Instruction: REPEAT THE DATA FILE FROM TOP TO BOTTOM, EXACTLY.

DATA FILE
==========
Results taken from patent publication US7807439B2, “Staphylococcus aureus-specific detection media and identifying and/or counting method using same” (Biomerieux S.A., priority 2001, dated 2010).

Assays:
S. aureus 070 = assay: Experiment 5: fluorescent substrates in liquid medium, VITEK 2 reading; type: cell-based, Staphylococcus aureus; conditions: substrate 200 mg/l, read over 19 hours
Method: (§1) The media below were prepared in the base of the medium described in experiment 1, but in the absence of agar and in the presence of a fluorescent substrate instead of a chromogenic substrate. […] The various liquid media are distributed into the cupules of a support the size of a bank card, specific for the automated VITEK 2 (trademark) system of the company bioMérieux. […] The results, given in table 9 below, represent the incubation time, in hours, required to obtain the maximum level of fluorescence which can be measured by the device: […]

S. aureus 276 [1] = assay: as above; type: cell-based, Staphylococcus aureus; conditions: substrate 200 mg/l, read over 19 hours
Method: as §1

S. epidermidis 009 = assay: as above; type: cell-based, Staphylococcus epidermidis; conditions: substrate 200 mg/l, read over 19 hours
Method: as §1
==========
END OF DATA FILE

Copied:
Results taken from patent publication US7807439B2, “Staphylococcus aureus-specific detection media and identifying and/or counting method using same” (Biomerieux S.A., priority 2001, dated 2010).

Assays:
S. aureus 070 = assay: Experiment 5: fluorescent substrates in liquid medium, VITEK 2 reading; type: cell-based, Staphylococcus aureus; conditions: substrate 200 mg/l, read over 19 hours
Method: (§1) The media below were prepared in the base of the medium described in experiment 1, but in the absence of agar and in the presence of a fluorescent substrate instead of a chromogenic substrate. […] The various liquid media are distributed into the cupules of a support the size of a bank card, specific for the automated VITEK 2 (trademark) system of the company bioMérieux. […] The results, given in table 9 below, represent the incubation time, in hours, required to obtain the maximum level of fluorescence which can be measured by the device: […]

S. aureus 276 [1] = assay: as above; type: cell-based, Staphylococcus aureus; conditions: substrate 200 mg/l, read over 19 hours
Method: as §1

S. epidermidis 009 = assay: as above; type: cell-based, Staphylococcus epidermidis; conditions: substrate 200 mg/l, read over 19 hours
Method: as §1